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- last active 4 months ago
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- Hi Gang:
Last time I was at the casino I spent alot of time in the elevator going to and from my 3rd floor room. What is up with people in elevators??
What I find fascinating is the behavior of people riding in elevators together with strangers. Just watch for it the next time you ride one.
There are unspoken rules that must be followed when riding in an elevator with a stranger, it seems. However, in my observation, those rules are not in effect until INSIDE the elevator. Outside the elevator, the rules don't apply. Life carries on as normal, someone pushes the up or the down button, people make small talk, sip their coffee, smile at each other and exchange pleasantries while waiting for the elevator to open.
But once the elevator doors slide open, the rules for proper elevator behavior go instantly into effect. It's an unexplained social phenomenon, but it happens every time. In fact, you can almost feel the weight of the unspoken rules as you step over the threshold.
I am not sure who came up these rules in the first place, or how it is that everyone knows them and abides by them so well. But someone did, and people do. I tell you, it's an unexplained social phenomenon.
1. Upon entering the elevator, stand as far away from the stranger as possible. If they are front left, press your body into the back right. Or vice versa. This gets complicated when there are multiple strangers in the elevator, but you'll figure it out.
2.Keep the space in the elevator as quiet as possible. Try not to make noises with your feet or your mouth. Under no circumstances should you speak to the stranger in the elevator. The only allotment is a two word limit, if floor direction is needed, for example, "Eight, please." Even if you had just been conversing to the stranger before you stepped onto the elevator, cease and desist immediately once entering the lift and confirming your desired floor. Guttural sounds are discouraged, as are audible bodily functions. Avoid those if at all possible. Maintain complete silence for the duration of the ride.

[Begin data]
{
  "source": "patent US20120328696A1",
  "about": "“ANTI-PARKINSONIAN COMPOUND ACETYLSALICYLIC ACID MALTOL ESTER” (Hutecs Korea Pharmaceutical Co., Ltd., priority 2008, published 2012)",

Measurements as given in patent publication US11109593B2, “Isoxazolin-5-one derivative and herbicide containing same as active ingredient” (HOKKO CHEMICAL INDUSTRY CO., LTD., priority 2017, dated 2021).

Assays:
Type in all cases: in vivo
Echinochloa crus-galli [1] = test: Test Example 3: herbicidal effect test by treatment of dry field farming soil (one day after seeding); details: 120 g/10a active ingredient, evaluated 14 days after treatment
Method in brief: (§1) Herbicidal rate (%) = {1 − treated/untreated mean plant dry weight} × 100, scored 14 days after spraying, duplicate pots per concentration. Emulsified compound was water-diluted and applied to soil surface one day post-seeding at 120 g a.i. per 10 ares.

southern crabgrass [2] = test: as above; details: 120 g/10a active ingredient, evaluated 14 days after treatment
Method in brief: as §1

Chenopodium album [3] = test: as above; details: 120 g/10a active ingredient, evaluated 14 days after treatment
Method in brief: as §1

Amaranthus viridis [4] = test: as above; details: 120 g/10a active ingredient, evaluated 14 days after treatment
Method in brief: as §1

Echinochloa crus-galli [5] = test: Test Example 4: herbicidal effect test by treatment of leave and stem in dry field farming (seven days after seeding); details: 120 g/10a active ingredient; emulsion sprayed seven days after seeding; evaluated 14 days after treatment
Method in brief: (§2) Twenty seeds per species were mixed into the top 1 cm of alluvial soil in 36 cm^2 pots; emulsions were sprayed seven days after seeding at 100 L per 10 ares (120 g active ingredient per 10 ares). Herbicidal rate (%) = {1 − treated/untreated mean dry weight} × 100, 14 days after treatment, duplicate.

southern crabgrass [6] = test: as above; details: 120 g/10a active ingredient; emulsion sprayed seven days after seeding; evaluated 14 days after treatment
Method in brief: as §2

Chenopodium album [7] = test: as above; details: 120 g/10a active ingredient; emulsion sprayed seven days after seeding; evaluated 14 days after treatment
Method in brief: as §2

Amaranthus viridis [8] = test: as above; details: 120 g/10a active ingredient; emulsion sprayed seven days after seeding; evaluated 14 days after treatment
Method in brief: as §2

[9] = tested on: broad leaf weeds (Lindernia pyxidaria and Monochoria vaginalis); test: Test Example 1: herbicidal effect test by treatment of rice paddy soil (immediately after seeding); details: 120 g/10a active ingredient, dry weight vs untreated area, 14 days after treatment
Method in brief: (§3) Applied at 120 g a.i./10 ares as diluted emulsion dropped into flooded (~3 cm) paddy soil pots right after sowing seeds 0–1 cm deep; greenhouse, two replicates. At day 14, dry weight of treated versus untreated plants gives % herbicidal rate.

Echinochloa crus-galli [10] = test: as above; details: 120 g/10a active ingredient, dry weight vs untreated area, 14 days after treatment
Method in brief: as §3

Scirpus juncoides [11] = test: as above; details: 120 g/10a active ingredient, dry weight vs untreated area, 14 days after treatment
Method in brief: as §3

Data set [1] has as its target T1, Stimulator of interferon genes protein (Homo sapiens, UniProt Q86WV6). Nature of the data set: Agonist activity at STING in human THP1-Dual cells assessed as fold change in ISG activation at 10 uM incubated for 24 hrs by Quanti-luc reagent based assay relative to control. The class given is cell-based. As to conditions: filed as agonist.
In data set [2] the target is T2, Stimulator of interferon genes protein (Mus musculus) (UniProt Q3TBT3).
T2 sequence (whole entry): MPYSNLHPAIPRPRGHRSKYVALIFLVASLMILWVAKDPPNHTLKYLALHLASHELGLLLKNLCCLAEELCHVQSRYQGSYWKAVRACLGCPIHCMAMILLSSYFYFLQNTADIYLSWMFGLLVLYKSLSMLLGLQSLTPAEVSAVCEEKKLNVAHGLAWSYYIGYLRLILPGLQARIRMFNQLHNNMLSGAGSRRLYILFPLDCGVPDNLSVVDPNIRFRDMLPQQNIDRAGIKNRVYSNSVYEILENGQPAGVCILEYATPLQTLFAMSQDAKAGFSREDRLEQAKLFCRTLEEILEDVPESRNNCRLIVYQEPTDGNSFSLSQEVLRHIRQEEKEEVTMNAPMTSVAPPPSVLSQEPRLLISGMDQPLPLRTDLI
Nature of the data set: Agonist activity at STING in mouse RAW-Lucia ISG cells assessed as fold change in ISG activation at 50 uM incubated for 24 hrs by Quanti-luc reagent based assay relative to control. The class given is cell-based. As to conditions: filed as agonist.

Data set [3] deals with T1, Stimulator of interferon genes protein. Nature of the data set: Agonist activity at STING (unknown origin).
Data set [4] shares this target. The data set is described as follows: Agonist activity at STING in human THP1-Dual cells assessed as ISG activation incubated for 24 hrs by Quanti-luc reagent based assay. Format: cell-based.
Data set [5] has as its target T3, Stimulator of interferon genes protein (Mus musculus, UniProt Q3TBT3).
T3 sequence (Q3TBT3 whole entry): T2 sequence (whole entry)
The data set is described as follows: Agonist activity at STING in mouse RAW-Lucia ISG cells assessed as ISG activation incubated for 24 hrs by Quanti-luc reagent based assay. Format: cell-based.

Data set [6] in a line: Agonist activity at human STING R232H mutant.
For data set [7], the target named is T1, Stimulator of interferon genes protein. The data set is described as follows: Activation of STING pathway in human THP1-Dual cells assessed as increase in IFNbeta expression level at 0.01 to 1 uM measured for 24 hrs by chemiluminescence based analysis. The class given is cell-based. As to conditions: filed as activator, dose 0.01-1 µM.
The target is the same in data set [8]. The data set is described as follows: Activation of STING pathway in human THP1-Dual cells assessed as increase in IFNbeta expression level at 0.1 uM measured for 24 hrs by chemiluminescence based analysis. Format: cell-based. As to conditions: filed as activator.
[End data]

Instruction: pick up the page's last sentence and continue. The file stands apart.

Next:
3.As if your life depended upon it, do not make any eye contact with the stranger on the elevator. Appropriate places for your eyes to land are: on your cell phone, on the floor, and either at or above the doors of the elevator.
4.Go so far as to pretend you can't even see the other strangers in the elevator and don't know they are there.
5.As the elevator nears your floor, step towards the door. As the door slides open, try to slide out before there is even enough room to get your body through the opening. This will add to the perception that riding in the elevator with a stranger was so uncomfortable, you couldn't bear for it to last even a moment longer than it needed to.
6.Exit the elevator. Go about your merry way, feeling free to speak with others once you are out of the elevator.
7.Repeat this behavior each and every time you ride an elevator with a stranger.
All in Fun:
"Today, most of the good people are afraid to be good. They strive to be broadminded and tolerant. It is fashionable to be tolerant but mostly tolerant of evil and this new code has reached the proportions of demanding intolerance of good."
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- at September 07, 2009, 15:17:59
- last active about 1 month ago
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